A: 2002 – sadly not 2019!

 

Q: What is the name of the World Cup trophy?

A: Webb Ellis Cup

 

Q: In what year was the first Rugby World Cup?

A: 1987

 

Q: Who won the first Rugby World Cup, and who were runners-up?

A: New Zealand were the champions.  They defeated France 29-9

 

Q: Who has scored the most tries in a Rugby World Cup?

A: Bryan Habana and Jonah Lomu share the record for the most tries (15) in Rugby World Cups, and share the record for most tries in a single World Cup tournament (8) with Julian Savea 

 

Lung Infection Research Update

Prof Brown’s team has had two papers on bronchiectasis published recently.

The first describes the rapid development of bronchiectasis in patients who have weakened immune systems due to haematological disease.  This includes information for around 80 patients about bronchiectasis caused by haematological disorders such as lymphoma, myeloma  or leukaemia. This is the largest number of these patients described in the medical literature, and is important as it makes other doctors aware that bronchiectasis develops very quickly in these patients and causes a lot of ill health; better awareness of the problem will make doctors much better at recognising these patients and referring them to specialist centres, such as UCLH.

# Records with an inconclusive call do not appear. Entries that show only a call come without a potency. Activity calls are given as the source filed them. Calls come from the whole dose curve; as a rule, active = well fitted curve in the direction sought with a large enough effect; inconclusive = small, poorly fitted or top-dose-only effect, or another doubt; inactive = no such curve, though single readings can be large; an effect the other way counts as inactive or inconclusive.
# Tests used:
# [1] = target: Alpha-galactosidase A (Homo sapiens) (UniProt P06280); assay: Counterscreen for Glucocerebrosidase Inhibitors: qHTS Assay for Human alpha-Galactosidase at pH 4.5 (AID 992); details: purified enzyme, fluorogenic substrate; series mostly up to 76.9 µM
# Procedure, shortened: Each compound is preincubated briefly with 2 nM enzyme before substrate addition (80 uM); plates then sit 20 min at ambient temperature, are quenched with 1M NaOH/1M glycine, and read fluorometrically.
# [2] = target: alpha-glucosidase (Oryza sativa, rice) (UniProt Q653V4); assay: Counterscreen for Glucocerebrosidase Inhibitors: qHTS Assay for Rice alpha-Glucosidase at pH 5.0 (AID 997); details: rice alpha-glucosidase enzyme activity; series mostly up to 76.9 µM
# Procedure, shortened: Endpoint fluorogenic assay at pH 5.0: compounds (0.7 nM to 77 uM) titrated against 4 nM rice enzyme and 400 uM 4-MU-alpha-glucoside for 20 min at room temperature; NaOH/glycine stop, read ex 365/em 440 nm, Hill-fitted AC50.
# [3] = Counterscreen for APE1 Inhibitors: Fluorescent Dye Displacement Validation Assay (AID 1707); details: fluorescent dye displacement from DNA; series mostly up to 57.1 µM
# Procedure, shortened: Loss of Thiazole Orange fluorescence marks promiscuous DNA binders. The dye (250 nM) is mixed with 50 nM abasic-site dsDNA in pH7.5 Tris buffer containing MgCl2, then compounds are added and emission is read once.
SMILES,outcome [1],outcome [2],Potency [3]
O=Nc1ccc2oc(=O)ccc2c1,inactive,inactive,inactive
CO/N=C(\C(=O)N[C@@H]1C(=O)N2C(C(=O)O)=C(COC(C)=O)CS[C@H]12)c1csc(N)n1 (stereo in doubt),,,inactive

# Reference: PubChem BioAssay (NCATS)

The other paper on bronchiectasis uses computers and CT scans to measure the exact degree of the dilatation of the bronchi in patients with bronchiectasis.  The more dilated the bronchi the worse the bronchiectasis, but at present we can only really measure this by eye just looking at the CT scans, which is not very accurate. Using computer software to give an actual measurement for the severity of bronchial dilatation would be a significant breakthrough as it would allow us to follow what happens to a particular patient over time, and rapidly identify if things are getting worse.

Three research papers have also been published which describe new findings about how the commonest cause of pneumonia.

Streptococcus pneumoniae interacts with humans to cause infection.   They describe the mechanisms by which the human immune system recognises the presence of S. pneumoniae and then responds to cause inflammation that is necessary for controlling infection. They are basic science research which do not directly feed into clinical care, but help us better understand how diseases like pneumonia develop and could therefore be prevented.

  1. Jose R et al. De novo bronchiectasis in haematological malignancies. ERJ Open, in press 2019.
  2. Kin et al.  Reproducibility of an airway tapering measurement in computed tomography with application to bronchiectasis.’  J Medical Imaging, in press 2019.
  3. Weight CM, et al. Epithelial control of colonisation by Streptococcus pneumoniae at the human mucosal surface Nat Comms 2019 10(1):3060.
  4. Javan RR et al. Prophages and satellite prophages are widespread among Streptococcus species and may play a role in pneumococcal pathogenesis Nat Communications, in press 2019.
  5. Periselneris J et al. Relative contribution of extracellular and internalised bacteria to early macrophage pro-inflammatory responses to Streptococcus pneumoniae. mBio, in press 2019.